Ask any beer-lover what the hardest part of Dry January is and they’re likely to tell you some variation of the same thing: Most non-alcoholic beers are cloyingly sweet, excessively malty, or taste like dirty, hopped-up bathwater. Sure, the lack of hangovers, the clear skin, and the boost in energy are terrific, but there aren’t a whole lot of satisfying alternatives while your friends are boozing it up at the bar.
It’s a problem that hit Jeff Stevens hard when he checked into rehab for his alcohol addiction at age 24. Even after his recovery, he enjoyed the camaraderie of bars and would go on to frequent them for decades—totally sober. While he grew comfortable with the situation, he never felt that he could fully participate in the basic social rituals.
“I drank Coke or whatever all night and never really questioned it. There’s all this unspoken weirdness, where people ask you why you aren’t drinking or wonder if it’s OK to drink in front of you,” Stevens says. “It became apparent to me that there’s an entire underserved market of people who don’t drink alcohol, can’t drink alcohol, or don’t drink alcohol anymore.”
Stevens turned that frustration into a business plan. In 2017, he launched WellBeing Brewing Company, a Missouri microbrewery where all the beers have an ABV of 0.5% or less. Since opening a year ago, the brand has spread to 26 states and business continues to grow.
He isn’t the only one. A growing contingent of consumers are monitoring their drinking habits more carefully—not necessarily ditching the IPAs forever, but perhaps being a bit more mindful about how and when they order a pint. In 2017, the global market for non-alcoholic beer and wine exceeded $16 billion and sales of both are on the rise. As a result, breweries are investing the time and effort to offer teetotallers something beyond bland, token lagers. Athletic Brewing Company in Connecticut sells all-natural IPAs, stouts, and golden ales; Surreal Brewing in California brews a triple-hopped IPA and a porter; and Brewing Company’s lineup includes a coffee cream stout.
“When the craft explosion happened, anyone who didn’t drink really felt like they were missing out. I didn’t even know what an IPA tasted like,” Stevens says. “I recently tried my first stout and I loved it. We have a beer called Hellraiser because I want to make it clear that I’m here to raise as much hell as you are. I’m here to participate, I just happen to be sober.”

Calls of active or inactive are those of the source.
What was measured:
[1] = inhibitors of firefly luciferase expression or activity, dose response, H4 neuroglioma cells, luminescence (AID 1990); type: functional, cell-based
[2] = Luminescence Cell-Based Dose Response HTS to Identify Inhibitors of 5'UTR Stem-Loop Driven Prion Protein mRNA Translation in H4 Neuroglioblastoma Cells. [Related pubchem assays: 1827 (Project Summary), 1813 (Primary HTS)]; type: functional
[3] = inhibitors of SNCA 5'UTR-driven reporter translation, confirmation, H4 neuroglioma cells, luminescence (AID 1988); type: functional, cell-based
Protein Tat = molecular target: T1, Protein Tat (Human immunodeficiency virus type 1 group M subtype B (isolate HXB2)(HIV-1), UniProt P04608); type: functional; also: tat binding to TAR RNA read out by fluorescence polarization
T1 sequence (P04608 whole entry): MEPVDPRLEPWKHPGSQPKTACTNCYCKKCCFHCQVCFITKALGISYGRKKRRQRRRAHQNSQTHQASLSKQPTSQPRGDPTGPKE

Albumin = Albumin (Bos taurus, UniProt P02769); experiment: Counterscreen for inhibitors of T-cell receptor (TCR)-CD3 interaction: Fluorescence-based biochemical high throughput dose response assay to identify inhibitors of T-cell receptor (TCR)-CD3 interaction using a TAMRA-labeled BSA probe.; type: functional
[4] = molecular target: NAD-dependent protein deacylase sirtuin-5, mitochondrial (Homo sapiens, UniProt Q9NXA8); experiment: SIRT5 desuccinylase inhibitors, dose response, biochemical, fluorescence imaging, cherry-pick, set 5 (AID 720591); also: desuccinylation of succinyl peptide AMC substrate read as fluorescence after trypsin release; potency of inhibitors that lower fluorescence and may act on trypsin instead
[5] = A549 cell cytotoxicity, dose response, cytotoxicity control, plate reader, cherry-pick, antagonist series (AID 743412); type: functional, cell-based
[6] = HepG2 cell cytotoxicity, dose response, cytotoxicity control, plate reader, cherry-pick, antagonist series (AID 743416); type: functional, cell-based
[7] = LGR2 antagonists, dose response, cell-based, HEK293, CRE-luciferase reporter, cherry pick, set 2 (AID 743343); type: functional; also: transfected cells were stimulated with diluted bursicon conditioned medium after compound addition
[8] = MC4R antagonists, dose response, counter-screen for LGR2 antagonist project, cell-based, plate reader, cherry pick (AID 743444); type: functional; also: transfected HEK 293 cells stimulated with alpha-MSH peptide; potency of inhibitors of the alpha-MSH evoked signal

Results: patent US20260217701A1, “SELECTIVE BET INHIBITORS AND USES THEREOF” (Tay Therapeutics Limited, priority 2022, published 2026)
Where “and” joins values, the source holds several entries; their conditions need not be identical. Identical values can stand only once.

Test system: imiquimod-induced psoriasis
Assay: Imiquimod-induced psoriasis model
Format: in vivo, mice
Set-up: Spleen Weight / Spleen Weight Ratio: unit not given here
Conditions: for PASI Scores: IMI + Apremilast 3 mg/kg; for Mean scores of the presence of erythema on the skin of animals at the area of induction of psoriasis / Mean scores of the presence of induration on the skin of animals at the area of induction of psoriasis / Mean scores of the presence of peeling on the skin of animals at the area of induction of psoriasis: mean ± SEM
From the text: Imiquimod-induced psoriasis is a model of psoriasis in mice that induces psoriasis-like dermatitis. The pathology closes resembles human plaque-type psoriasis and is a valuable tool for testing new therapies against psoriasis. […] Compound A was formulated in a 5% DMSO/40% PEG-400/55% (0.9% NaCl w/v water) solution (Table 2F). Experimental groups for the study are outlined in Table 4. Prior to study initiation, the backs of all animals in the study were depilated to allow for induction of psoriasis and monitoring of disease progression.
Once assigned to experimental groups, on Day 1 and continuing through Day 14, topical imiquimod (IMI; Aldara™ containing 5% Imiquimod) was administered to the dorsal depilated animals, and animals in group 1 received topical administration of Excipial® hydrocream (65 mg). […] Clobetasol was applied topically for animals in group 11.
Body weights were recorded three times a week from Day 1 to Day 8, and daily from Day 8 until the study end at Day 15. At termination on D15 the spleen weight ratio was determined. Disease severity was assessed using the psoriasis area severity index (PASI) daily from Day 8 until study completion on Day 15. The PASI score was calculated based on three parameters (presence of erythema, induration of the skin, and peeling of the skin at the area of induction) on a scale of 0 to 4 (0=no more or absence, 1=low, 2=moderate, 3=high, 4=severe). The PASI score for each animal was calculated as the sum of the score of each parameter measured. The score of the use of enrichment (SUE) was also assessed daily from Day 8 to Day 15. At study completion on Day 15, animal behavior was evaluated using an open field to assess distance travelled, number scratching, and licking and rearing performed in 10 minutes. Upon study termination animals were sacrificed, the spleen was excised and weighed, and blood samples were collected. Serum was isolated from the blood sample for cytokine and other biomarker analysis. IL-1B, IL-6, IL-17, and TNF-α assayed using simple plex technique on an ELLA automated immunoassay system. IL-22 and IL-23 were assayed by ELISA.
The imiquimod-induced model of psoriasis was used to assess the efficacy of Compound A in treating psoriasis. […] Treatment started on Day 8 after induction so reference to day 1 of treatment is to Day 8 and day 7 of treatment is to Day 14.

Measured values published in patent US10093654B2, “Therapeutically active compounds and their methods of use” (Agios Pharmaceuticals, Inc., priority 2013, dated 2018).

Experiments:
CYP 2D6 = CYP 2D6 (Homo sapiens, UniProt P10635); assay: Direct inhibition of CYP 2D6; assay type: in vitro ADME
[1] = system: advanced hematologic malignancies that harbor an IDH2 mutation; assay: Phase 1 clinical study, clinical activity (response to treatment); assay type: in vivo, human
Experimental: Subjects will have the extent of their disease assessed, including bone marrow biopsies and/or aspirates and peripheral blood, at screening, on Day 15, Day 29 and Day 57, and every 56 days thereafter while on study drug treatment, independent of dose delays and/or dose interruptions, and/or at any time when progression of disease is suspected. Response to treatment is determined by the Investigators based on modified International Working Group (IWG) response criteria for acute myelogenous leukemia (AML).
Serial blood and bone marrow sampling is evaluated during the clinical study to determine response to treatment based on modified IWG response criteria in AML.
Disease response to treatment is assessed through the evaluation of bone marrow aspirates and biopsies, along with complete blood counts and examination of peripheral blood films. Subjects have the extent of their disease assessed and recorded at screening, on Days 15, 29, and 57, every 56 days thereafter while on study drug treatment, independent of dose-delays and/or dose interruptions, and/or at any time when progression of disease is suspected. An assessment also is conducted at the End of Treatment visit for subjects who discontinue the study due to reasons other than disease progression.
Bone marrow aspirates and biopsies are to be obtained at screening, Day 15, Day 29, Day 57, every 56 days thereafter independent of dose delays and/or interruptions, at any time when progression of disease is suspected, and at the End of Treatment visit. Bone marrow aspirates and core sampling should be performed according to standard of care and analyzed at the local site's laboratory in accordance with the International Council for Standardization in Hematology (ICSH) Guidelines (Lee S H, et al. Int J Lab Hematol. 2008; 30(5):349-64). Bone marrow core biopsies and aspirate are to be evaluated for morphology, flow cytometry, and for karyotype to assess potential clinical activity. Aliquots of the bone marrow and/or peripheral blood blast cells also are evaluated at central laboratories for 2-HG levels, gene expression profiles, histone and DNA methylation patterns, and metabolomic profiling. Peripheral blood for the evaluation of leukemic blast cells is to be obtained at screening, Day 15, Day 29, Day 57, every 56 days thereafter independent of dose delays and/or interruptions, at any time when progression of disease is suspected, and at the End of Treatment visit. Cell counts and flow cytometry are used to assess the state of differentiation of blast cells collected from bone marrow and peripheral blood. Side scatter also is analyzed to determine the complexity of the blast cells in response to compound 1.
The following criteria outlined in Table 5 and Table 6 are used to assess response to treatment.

Part of the problem with non-alcoholic beers lies in the techniques traditionally used to brew them. In order for non-alcoholic beer to taste anything like, well, beer, it needs to go through a fermentation process, which produces ethyl alcohol. Skipping this step would result in a saccharine, malty mixture crammed with unconverted sugars. In the past, most brewers simply heat the beer up to 173.3 degrees Fahrenheit, which causes the ethyl alcohol to evaporate. While this effectively removes the alcohol, it also removes much of the flavor. After just 15 minutes, all those bright hoppy notes are gone. It yields subpar results, but for years non-alcoholic beers constituted such a minor subset of the overall market that brewers tended to consider them good enough.
When the craft explosion happened, anyone who didn’t drink really felt like they were missing out. I recently tried my first stout and I loved it.”
Over time, breweries have developed several methods of producing ultra-low ABV beers, all of which are a significant improvement. One of the most commonly used is reverse-osmosis, which uses pressure to force beer through an extremely fine filter, thereby bringing the ABV below the critical 0.5%. As a final step, carbon dioxide is added to the brew to mimic the natural carbonation produced by yeast. First developed and used on a wider scale in Munich, the process works on everything from a pilsner to a black stout, with fairly impressive results.
Meanwhile, the method Stevens relies on is called vacuum distillation. By placing the beer in a vacuum, brewers can lower the boiling point and evaporate much of the ethyl alcohol without raising the temperature enough to destroy the flavor. Finally, researchers at the University of Valladolid in Spain several years ago managed to vaporize isoamyl acetate, ethyl acetate, and isobutyl alcohol—aromatic compounds that make beer taste beer-y—then add them back into a low ABV brew.
If it seems like the majority of the advancements in this field have come out of the European Union, there’s a reason for that. Stricter limits on what constitutes driving under the influence and a greater level of cultural acceptance mean that non-alcoholic beers have been a bigger deal on that side of the Atlantic for a while now. Spain has led the Continent in its demand for years, with non-alcoholic beers making up roughly 13 percent of total sales. In Germany, where beer-drinking culture is a way of life, heavy-hitting breweries like Weihenstephan and Paulaner offer credible booze-free hefeweizens and wheat beers.
“Non-alcoholic beer ranks among the most successful brewing innovations of the last 40 years in Germany. Although it was once looked upon critically, nowadays it has a strong place in the overall beer market,” says Juana Leister, Head of Marketing of Clausthaler, a Frankfurt brewery dedicated exclusively to non-alcoholic beers. “It’s growing increasingly popular with marathon runners, office workers on a break, or anyone looking for a more flavorful water substitute.”
Even German Olympic athletes have turned to these brews in order to stay hydrated. And why not?
“This beer is all-natural. It’s low in calories. It has antioxidants,” Stevens says. “Beer has a thousand years of sociability. You don’t celebrate a race victory by toasting with a sports drink—you want a beer.”
Illustration by Remo Remoquillo